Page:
Industrial Ecologists

Overview
Job Zone Five: Extensive Preparation Needed
Experience

Extensive skill, knowledge, and experience are needed for these occupations. Many require more than five years of experience. For example, surgeons must complete four years of college and an additional five to seven years of specialized medical training to be able to do their job.

Education

Most of these occupations require graduate school. For example, they may require a master's degree, and some require a Ph.D., M.D., or J.D. (law degree).

Job Training

Employees may need some on-the-job training, but most of these occupations assume that the person will already have the required skills, knowledge, work-related experience, and/or training.

Examples

These occupations often involve coordinating, training, supervising, or managing the activities of others to accomplish goals. Very advanced communication and organizational skills are required. Examples include pharmacists, lawyers, astronomers, biologists, clergy, neurologists, and veterinarians.

Apply principles and processes of natural ecosystems to develop models for efficient industrial systems. Use knowledge from the physical and social sciences to maximize effective use of natural resources in the production and use of goods and services. Examine societal issues and their relationship with both technical systems and the environment.

Salary Salary

Salary at 10th Percentile: $42K
Salary at 25th Percentile: $55K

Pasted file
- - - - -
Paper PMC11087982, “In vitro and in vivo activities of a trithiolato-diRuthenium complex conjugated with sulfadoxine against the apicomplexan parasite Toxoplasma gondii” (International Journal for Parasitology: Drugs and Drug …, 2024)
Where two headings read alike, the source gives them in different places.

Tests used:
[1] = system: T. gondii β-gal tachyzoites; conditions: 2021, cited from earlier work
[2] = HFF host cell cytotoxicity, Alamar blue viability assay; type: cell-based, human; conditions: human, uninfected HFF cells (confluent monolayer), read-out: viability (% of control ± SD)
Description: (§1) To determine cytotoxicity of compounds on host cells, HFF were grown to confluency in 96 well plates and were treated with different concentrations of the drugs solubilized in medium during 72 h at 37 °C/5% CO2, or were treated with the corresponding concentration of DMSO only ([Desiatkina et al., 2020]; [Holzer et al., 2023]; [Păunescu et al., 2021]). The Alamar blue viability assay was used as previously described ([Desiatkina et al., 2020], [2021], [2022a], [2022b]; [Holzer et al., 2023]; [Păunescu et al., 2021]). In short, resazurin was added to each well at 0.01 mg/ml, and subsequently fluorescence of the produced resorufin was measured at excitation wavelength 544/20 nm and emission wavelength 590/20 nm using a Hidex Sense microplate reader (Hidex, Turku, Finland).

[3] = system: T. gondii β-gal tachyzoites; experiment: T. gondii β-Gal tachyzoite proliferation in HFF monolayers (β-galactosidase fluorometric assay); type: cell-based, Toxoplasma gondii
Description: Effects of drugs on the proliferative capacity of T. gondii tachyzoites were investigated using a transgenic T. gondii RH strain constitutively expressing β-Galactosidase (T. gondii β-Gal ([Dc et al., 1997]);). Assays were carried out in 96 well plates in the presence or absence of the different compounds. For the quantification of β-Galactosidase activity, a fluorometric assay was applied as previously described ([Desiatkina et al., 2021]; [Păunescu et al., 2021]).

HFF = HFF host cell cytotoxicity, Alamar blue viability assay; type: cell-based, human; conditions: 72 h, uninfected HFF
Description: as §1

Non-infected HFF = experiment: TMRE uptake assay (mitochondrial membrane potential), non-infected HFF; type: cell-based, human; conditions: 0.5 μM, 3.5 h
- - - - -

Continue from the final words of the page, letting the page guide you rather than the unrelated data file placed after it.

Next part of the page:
Median Salary: $73K
Salary at 75th Percentile: $98K
Salary at 90th Percentile: $129K

Demand
Career Demand by State Career Demand by State Legend
Core Tasks

Identify environmental impacts caused by products, systems, or projects.

Analyze changes designed to improve the environmental performance of complex systems and avoid unintended negative consequences.

Identify or develop strategies or methods to minimize the environmental impact of industrial production processes.

Conduct environmental sustainability assessments, using material flow analysis (MFA) or substance flow analysis (SFA) techniques.

Identify sustainable alternatives to industrial or waste-management practices.

Review research literature to maintain knowledge on topics related to industrial ecology, such as physical science, technology, economy, and public policy.

Redesign linear, or open-loop, systems into cyclical, or closed-loop, systems so that waste products become inputs for new processes, modeling natural ecosystems.

Prepare technical and research reports, such as environmental impact reports, and communicate the results to individuals in industry, government, or the general public.

Examine local, regional, or global use and flow of materials or energy in industrial production processes.

Monitor the environmental impact of development activities, pollution, or land degradation.

Build and maintain databases of information about energy alternatives, pollutants, natural environments, industrial processes, and other information related to ecological change.

Perform analyses to determine how human behavior can affect, and be affected by, changes in the environment.

Recommend methods to protect the environment or minimize environmental damage from industrial production practices.

Translate the theories of industrial ecology into eco-industrial practices.

Develop alternative energy investment scenarios to compare economic and environmental costs and benefits.